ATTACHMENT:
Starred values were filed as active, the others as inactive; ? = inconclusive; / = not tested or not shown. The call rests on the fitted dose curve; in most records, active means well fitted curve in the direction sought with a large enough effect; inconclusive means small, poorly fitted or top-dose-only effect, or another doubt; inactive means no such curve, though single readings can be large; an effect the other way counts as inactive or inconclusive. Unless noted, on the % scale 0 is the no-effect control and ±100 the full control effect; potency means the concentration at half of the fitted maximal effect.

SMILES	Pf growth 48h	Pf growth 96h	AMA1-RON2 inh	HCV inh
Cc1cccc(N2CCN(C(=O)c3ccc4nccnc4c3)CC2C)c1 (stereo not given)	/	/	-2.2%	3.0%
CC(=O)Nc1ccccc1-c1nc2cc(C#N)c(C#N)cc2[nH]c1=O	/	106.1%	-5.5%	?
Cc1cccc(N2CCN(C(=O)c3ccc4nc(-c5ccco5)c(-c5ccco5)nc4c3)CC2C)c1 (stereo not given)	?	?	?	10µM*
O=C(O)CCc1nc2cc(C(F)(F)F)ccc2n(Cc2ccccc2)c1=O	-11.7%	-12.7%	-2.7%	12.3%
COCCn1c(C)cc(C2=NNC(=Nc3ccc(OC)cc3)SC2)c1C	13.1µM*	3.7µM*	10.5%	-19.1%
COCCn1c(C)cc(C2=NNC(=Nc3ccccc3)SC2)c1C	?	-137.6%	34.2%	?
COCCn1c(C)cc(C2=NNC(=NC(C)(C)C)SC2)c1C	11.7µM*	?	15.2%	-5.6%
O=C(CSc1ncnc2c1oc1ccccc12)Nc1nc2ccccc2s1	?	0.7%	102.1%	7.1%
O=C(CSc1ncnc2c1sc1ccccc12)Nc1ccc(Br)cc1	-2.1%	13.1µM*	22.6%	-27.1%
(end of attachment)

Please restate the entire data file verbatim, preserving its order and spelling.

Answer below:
Starred values were filed as active, the others as inactive; ? = inconclusive; / = not tested or not shown. The call rests on the fitted dose curve; in most records, active means well fitted curve in the direction sought with a large enough effect; inconclusive means small, poorly fitted or top-dose-only effect, or another doubt; inactive means no such curve, though single readings can be large; an effect the other way counts as inactive or inconclusive. Unless noted, on the % scale 0 is the no-effect control and ±100 the full control effect; potency means the concentration at half of the fitted maximal effect.

SMILES	Pf growth 48h	Pf growth 96h	AMA1-RON2 inh	HCV inh
Cc1cccc(N2CCN(C(=O)c3ccc4nccnc4c3)CC2C)c1 (stereo not given)	/	/	-2.2%	3.0%
CC(=O)Nc1ccccc1-c1nc2cc(C#N)c(C#N)cc2[nH]c1=O	/	106.1%	-5.5%	?
Cc1cccc(N2CCN(C(=O)c3ccc4nc(-c5ccco5)c(-c5ccco5)nc4c3)CC2C)c1 (stereo not given)	?	?	?	10µM*
O=C(O)CCc1nc2cc(C(F)(F)F)ccc2n(Cc2ccccc2)c1=O	-11.7%	-12.7%	-2.7%	12.3%
COCCn1c(C)cc(C2=NNC(=Nc3ccc(OC)cc3)SC2)c1C	13.1µM*	3.7µM*	10.5%	-19.1%
COCCn1c(C)cc(C2=NNC(=Nc3ccccc3)SC2)c1C	?	-137.6%	34.2%	?
COCCn1c(C)cc(C2=NNC(=NC(C)(C)C)SC2)c1C	11.7µM*	?	15.2%	-5.6%
O=C(CSc1ncnc2c1oc1ccccc12)Nc1nc2ccccc2s1	?	0.7%	102.1%	7.1%
O=C(CSc1ncnc2c1sc1ccccc12)Nc1ccc(Br)cc1	-2.1%	13.1µM*	22.6%	-27.1%